After the first-ever complaint by a prime minister, the watchdog rebuked the Mail on Sunday over claims that 10-year-old Kathryn had received preferential treatment in the couple's choice of school. The article breached the PCC's new code of practice, which says young people should be free to complete their time at school without unnecessary intrusion.
Downing Street said it was a "landmark judgement" that would help give the children of famous people the same protection as non-famous children.
The Mail on Sunday's story, published in January, claimed that Kathryn had been given special treatment in being admitted to a Roman Catholic girls' comprehensive, the Sacred Heart School in Hammersmith, west London, from this autumn.
But the PCC said it "could find no justification for naming Kathryn Blair alone in connection with complaints about the admission criteria of the school. There was no evidence of special treatment in her favour." It said the article about the school's selection procedure could have been written without reference to Kathryn or by making her the centre of the story. "By herself, she could have been no more responsible for denying a place to the large number of unsuccessful candidates than any of the other girls actually admitted who equally could have been individually highlighted by the articles."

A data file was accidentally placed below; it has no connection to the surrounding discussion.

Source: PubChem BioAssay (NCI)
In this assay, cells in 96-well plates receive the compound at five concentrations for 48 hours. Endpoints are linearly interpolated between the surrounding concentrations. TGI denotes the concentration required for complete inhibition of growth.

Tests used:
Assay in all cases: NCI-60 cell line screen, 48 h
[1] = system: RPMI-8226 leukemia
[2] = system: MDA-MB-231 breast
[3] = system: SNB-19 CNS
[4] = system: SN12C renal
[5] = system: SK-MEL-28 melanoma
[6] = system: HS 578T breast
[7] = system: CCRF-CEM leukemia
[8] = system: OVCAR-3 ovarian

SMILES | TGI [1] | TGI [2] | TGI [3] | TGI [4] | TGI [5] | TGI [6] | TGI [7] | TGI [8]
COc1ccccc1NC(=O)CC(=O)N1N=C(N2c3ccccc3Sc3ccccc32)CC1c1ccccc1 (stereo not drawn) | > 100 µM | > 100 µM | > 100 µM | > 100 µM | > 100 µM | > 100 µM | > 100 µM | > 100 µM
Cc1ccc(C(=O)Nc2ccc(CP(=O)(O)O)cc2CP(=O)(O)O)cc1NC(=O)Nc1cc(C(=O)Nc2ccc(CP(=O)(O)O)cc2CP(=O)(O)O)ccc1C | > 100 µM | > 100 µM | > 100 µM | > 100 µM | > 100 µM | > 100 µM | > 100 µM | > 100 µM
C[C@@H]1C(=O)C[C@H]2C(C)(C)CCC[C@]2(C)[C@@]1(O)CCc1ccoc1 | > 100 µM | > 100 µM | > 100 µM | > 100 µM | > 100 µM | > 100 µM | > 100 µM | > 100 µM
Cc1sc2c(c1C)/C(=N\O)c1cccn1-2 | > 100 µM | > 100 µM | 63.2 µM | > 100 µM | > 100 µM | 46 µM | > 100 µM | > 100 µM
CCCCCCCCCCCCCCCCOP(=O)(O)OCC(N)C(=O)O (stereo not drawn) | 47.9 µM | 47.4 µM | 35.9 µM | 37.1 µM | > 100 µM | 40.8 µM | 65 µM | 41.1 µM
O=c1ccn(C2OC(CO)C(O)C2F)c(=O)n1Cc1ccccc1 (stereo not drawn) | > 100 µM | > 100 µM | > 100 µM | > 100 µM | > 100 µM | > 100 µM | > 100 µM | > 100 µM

The PCC concluded that the newspaper had reproduced allegations "potentially damaging to a child in a misleading way without evidence of special treatment in her case".
"There was no evidence to support the allegation that Kathryn Blair was unfairly admitted or had received special treatment, and the newspaper did not provide any."
Last night a spokesman for the Prime Minister said: "The Prime Minister and Mrs Blair welcome this ruling. They hope it will ensure that their children and the children of other public figures will in future enjoy the same right to complete their schooling in privacy to which all children are entitled."
The Mail on Sunday said it published the articles in the "deeply-held belief that they raised important issues about Labour's education policies. We defended them because we strongly believe that the press should be free to report such matters," the newspaper said.